Law in the Internet Society

The catalyst of the Egyptian Revolution was social media - primarily Facebook - on which Wael Ghonim started a page remembering Khalid Mohamed who was beaten to death by the police.

In the months that followed, communities used social media platforms to organize and threaten Mubarak's oppressive regime, seemingly transcending restrictions on free speech. At the height of protests and demonstrations in Tahrir Square, the Egyptian government responded by asserting its dominance through cutting access to mobile networks.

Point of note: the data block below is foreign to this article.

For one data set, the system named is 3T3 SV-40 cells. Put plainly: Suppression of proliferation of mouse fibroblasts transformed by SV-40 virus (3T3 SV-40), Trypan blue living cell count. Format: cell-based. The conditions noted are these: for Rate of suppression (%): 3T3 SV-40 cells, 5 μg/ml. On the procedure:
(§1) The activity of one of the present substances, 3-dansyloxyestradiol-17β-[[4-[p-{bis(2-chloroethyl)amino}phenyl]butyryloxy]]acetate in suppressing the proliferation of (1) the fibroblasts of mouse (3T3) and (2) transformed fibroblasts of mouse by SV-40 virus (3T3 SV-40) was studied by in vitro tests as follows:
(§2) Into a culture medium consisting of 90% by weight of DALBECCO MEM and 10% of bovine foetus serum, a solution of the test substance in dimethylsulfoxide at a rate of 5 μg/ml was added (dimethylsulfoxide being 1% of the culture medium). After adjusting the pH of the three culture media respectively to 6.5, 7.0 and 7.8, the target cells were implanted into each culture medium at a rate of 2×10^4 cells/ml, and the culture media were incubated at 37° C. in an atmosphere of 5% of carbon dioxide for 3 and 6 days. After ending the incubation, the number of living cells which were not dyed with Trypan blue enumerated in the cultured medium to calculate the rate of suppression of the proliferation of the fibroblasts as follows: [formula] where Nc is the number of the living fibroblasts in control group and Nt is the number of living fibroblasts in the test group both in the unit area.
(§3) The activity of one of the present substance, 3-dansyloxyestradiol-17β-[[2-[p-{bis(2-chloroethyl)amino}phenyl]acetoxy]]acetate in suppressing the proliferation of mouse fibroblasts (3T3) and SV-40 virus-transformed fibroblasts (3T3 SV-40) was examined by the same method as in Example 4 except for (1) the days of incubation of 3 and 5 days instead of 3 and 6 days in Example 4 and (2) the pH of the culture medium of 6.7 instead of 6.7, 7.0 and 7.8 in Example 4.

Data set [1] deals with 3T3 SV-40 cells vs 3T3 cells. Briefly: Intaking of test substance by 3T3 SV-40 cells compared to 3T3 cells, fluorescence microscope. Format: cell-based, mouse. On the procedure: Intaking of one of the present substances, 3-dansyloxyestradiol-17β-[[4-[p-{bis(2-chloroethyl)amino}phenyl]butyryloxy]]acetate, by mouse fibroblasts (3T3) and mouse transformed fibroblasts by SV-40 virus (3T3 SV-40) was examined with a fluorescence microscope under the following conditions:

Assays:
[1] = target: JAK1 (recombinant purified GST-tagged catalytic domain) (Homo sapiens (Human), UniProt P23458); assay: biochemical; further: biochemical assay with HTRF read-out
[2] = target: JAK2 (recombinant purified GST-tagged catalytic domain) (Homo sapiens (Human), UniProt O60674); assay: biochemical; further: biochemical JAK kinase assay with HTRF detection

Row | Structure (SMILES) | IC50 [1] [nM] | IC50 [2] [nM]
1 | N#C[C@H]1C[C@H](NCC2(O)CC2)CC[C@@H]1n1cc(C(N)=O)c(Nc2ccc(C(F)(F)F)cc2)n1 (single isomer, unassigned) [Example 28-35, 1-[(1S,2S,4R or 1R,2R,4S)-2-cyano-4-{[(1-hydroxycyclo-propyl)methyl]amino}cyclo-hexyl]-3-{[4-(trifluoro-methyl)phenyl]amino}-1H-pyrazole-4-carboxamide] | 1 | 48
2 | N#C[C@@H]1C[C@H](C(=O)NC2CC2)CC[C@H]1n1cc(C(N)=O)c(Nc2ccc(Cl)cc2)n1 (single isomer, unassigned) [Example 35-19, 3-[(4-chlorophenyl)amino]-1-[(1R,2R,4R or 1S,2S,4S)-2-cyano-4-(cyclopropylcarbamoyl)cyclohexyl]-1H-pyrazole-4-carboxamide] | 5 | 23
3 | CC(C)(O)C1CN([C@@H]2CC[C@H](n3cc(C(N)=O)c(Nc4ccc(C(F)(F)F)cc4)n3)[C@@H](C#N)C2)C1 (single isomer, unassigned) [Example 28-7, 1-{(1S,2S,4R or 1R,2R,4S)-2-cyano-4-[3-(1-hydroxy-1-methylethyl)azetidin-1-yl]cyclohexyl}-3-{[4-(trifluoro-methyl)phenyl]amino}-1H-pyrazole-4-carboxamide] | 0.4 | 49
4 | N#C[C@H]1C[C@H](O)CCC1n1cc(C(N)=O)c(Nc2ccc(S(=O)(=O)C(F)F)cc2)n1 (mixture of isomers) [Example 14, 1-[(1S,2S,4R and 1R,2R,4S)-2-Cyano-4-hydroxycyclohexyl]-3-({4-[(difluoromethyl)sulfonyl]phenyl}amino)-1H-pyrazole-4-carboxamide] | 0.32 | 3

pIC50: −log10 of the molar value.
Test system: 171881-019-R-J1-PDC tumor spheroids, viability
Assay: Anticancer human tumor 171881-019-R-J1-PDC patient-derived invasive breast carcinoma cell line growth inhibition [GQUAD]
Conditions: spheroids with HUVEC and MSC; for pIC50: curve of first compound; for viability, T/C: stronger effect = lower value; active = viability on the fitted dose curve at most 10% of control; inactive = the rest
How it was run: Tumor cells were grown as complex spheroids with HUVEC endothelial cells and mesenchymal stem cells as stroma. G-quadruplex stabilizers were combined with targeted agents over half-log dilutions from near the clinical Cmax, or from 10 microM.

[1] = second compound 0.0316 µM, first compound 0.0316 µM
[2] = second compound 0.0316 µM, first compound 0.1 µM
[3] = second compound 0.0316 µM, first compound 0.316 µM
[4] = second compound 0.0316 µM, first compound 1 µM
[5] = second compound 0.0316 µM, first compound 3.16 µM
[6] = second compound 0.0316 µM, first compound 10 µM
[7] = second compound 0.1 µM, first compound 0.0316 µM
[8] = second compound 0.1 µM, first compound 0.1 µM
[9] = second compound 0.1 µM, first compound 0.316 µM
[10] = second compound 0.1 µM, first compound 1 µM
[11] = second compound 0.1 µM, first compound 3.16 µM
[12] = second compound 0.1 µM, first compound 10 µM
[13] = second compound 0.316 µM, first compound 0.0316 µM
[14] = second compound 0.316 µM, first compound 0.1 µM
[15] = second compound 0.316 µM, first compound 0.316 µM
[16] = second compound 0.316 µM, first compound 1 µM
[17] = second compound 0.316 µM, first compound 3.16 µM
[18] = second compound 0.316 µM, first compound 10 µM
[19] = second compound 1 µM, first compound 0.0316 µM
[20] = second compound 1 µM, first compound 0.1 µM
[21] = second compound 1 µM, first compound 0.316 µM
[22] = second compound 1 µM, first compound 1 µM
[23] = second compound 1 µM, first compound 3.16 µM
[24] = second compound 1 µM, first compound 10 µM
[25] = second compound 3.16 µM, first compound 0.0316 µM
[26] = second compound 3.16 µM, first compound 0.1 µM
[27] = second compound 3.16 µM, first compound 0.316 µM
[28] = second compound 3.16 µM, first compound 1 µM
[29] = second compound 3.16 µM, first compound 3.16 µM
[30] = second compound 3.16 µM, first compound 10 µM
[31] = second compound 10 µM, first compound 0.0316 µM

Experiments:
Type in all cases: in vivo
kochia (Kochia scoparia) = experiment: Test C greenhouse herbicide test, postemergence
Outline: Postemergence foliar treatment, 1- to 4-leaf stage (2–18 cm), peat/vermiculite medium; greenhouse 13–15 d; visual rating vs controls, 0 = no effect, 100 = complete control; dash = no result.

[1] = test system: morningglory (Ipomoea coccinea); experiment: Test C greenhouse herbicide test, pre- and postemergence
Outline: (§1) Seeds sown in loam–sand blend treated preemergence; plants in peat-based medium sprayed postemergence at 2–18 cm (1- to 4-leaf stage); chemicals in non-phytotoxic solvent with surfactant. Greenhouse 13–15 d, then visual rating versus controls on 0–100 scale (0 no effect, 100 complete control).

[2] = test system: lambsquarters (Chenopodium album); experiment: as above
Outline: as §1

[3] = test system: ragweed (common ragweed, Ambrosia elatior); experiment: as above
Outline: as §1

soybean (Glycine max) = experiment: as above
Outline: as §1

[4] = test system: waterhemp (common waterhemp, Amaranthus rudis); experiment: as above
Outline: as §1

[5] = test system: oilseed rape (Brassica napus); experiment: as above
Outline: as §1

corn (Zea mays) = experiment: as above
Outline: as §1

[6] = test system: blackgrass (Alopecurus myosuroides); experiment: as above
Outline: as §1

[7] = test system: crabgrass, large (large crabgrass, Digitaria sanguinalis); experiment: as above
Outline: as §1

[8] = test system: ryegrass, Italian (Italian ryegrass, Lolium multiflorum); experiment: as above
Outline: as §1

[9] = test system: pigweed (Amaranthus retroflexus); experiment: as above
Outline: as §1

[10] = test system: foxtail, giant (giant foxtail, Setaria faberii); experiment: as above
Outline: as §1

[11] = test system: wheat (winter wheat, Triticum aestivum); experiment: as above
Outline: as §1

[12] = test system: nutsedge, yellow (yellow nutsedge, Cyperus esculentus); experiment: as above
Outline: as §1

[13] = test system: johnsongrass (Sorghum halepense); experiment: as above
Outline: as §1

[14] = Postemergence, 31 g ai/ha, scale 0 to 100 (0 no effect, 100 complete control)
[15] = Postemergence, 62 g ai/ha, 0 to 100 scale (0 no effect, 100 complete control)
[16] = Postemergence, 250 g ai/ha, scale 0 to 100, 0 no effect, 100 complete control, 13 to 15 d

While the fall of the Mubarak government can be accredited to the mobilization of the most powerful protests in the history of Egypt, the subsequent open political discourse in the virtual public sphere produced unforeseeable consequences. The very platforms that initially functioned as a new and refreshing public space became polarized through the aforementioned forces of conformity of opinion, and conflict. Vested interests infiltrated formerly genuine discourses and encouraged division, obfuscating existing debates and neutralizing the real-world impacts.

-- MadihaZahrahChoksi - 05 Oct 2017



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r1 - 05 Oct 2017 - 22:44:28 - MadihaZahrahChoksi
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